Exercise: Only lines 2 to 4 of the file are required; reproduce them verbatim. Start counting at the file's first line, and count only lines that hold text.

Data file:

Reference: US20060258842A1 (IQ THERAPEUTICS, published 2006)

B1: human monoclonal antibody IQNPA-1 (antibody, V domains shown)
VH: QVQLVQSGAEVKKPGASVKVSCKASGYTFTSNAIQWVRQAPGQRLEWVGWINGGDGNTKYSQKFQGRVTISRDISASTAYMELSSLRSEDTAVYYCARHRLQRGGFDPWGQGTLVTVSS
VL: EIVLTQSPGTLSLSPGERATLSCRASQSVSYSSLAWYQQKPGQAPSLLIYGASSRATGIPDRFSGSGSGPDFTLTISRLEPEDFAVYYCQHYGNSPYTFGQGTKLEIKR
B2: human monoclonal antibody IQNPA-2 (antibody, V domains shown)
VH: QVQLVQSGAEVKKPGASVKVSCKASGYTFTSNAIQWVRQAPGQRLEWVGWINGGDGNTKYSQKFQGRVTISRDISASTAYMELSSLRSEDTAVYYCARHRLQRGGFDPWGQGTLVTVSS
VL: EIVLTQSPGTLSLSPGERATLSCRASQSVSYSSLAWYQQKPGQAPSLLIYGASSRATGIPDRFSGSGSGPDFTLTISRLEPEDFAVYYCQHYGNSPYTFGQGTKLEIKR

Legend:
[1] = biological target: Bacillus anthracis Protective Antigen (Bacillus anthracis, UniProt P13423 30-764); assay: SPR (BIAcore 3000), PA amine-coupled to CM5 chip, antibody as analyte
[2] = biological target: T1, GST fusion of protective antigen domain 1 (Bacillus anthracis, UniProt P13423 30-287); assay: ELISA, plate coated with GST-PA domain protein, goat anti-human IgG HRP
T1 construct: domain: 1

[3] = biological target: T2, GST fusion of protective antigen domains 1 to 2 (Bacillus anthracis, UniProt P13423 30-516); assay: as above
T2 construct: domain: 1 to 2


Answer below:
B1: human monoclonal antibody IQNPA-1 (antibody, V domains shown)
VH: QVQLVQSGAEVKKPGASVKVSCKASGYTFTSNAIQWVRQAPGQRLEWVGWINGGDGNTKYSQKFQGRVTISRDISASTAYMELSSLRSEDTAVYYCARHRLQRGGFDPWGQGTLVTVSS
VL: EIVLTQSPGTLSLSPGERATLSCRASQSVSYSSLAWYQQKPGQAPSLLIYGASSRATGIPDRFSGSGSGPDFTLTISRLEPEDFAVYYCQHYGNSPYTFGQGTKLEIKR